TEMPERATURES may be scorching right across the country right now, but for many it also signals some sleepless nights.

While it’s a small price to pay for summer heat, and we don’t have to deal with it often, stuffy rooms and a lack of air-con inevitably mean tossing and turning for a lot of us.

Luckily, there are several ways of getting a good night’s sleep.

Here's a round-up of the six best ways to help get a good night's sleep during the heatwave.

1) Keep the curtains closed in your room during the day

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Keeping your bedroom as cold as possible is vital, if you want to avoid a desperate midnight search for any way to cool down.

Nutritionist Sarah Flower, from Power Health said: “In order to drift off to sleep naturally, our body temperatures should drop prior to sleep and only rise again as we wake.”

One surefire way of cooling a room is shutting out the sun. It might feel weird when you first leave the house to keep the curtains closed, but you’ll be glad of it when you get home.

There’s also a way of using wet towels to do the same thing as Simon Bandy from nutritional supplements brand Health Plus advises: “Wet some old towels, wring them out and hang them over open windows. It will really help to cool the air down inside, especially at night.”

2) Sleep in cotton pyjamas

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Go for light materials which will let your skin breathe. This ensures that any sweat is soaked up and is actually better than stripping off.

Sara Wadsworth, Brand Manager at The Fine Bedding Company, says: “Sleeping in tight clothing is not only uncomfortable, but will lead to unwanted and excessive heat retention.

"Try sleeping in lightweight, loose cotton pyjamas that are not only breathable but will absorb sweat to cool you down.”

3) Put your pillowcases in the freezer

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It may sound odd, but this method is seriously effective.

“Place your bed sheets in the freezer for a while and let them chill before taking them out and getting under them on a hot night,” nutritionist Chris Simon says: “The coldness will transfer from the sheets to your body and you will not have a sweaty night ahead of you.”

You could also make your own DIY cold compress, by putting rice in a sock then placing it in the freezer.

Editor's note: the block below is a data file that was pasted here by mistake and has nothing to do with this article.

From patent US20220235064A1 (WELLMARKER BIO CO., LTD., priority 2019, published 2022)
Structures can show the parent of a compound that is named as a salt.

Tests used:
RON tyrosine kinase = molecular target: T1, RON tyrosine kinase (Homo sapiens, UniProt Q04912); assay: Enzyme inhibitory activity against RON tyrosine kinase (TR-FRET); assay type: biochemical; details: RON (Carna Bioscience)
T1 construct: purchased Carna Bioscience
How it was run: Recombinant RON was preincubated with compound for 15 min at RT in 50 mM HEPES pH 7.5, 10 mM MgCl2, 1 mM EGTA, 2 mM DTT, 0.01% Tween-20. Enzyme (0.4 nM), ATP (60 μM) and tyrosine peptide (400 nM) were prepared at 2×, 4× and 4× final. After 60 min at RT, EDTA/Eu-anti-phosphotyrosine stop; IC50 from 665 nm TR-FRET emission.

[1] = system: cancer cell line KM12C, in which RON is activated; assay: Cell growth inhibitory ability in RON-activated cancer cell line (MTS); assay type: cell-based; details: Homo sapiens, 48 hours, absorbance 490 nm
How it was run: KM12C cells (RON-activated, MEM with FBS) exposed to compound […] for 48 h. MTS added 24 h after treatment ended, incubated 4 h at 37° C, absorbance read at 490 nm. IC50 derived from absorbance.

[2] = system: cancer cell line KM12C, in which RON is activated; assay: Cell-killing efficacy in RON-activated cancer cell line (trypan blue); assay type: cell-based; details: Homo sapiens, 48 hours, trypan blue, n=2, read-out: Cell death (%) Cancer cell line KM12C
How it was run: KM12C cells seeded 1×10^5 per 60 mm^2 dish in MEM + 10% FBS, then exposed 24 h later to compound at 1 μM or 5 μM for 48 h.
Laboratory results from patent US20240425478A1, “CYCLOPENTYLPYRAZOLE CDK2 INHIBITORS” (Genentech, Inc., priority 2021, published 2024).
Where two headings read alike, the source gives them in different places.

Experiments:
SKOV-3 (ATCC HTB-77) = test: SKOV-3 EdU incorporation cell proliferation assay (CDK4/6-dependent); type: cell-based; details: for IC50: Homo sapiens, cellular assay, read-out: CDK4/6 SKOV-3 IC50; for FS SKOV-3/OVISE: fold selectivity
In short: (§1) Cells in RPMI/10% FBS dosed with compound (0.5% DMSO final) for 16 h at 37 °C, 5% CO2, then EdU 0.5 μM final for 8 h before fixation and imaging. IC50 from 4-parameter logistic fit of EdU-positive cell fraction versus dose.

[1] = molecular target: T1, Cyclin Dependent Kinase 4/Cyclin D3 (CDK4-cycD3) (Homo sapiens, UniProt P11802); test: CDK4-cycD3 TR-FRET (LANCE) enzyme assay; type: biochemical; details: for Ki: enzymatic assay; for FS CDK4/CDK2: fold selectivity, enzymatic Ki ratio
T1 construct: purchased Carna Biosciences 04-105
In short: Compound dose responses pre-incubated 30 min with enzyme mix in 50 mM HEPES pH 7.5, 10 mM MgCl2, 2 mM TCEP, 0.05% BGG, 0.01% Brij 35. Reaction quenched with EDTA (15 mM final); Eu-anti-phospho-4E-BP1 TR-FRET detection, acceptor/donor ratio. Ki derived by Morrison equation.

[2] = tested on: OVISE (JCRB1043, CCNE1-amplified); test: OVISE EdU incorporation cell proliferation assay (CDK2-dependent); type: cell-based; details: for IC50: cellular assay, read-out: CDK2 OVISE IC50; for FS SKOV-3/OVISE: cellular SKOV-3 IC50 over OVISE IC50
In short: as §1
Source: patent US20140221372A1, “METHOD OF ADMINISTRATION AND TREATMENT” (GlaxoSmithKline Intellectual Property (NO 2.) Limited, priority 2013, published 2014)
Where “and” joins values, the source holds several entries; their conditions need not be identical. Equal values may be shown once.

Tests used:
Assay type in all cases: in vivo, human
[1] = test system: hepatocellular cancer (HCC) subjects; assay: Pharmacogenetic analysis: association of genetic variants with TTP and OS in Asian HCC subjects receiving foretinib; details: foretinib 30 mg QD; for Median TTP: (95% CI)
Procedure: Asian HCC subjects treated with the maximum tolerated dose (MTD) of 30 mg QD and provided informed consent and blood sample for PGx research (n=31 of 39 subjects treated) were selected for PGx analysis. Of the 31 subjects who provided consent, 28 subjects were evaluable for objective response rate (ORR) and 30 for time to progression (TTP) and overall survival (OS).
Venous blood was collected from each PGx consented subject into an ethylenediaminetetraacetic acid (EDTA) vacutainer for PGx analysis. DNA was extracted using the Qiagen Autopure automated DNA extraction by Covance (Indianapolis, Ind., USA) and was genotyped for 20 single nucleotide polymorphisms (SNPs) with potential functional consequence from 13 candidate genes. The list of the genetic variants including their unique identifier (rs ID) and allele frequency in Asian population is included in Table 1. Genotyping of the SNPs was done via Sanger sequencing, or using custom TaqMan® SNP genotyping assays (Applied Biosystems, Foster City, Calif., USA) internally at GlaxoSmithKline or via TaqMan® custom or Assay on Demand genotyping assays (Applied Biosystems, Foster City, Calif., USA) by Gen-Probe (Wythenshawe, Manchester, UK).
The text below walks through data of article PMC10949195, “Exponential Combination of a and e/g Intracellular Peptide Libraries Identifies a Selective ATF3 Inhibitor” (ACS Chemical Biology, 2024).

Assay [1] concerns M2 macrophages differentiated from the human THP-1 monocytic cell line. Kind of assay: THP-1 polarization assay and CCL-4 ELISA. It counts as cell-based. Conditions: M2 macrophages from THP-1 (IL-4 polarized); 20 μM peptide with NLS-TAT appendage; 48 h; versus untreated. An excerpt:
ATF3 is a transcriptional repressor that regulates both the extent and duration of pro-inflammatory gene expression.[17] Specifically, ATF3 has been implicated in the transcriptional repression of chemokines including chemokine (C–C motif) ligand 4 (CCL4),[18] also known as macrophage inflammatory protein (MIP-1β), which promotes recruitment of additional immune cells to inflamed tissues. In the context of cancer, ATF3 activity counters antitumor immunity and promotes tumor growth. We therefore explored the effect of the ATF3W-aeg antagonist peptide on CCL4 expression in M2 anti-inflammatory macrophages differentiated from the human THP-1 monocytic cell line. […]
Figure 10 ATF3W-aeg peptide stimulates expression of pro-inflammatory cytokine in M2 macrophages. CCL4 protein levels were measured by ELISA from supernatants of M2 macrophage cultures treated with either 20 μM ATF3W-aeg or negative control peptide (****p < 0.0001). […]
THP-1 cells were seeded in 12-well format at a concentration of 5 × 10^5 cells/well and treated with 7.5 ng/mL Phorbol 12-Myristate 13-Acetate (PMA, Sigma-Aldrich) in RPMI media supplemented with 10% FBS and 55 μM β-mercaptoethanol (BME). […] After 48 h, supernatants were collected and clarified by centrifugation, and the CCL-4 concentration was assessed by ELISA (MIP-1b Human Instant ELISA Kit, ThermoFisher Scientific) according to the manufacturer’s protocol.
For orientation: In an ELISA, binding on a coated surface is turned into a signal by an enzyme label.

Yes, your flatmates or partner might think you’re a bit odd, but you’ll be the one feeling refreshed.

4) Incorporate hydrating foods into your meals

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Chris says that while in the heat many people will opt for a salad or an ice cold drink, he has found other more effective ways.

“You can incorporate hydrating foods into a fulfilling meal. For example, stir fry some cucumber slices with pineapple.

"The juices will stay compact and hydrate you. Place them on a bed of some refrigerated mint-infused couscous.

“You want to include as many astringent foods in your diet and snack lightly on a bitter but non-greasy food before going to bed.

"Your body’s metabolism will work harder if you have just consumed food. The metabolism will create kinetic energy when working and this in turn, creates heat.”

5) Get your hair off your neck

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Women with long hair will know the annoyance of waking up with strands of hair stuck to their skin.

There’s a simple solution – tie back your hair or try a top knot.

Alternatively, a fishtail plait can be a good way to grasp all the hair together, away from your face and neck.

There are plenty of easy-to-follow tutorials online – and if it a heatwave isn’t a great excuse to master a new hairstyle, then what is?

6) Have a listen to a podcast in bed to soothe you

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This is obviously not just a tip for a heatwave – but it’s amazing what a difference it can make listening to a soothing voice as you attempt to drift off.

One of the best podcasts out there is Sleep With Me. It uses boredom superpowers to make you feel sleepy – no, really.

Each one has a different bedtime story on a dull topic, letting you forget your problems as it becomes progressively more boring until you eventually drift off.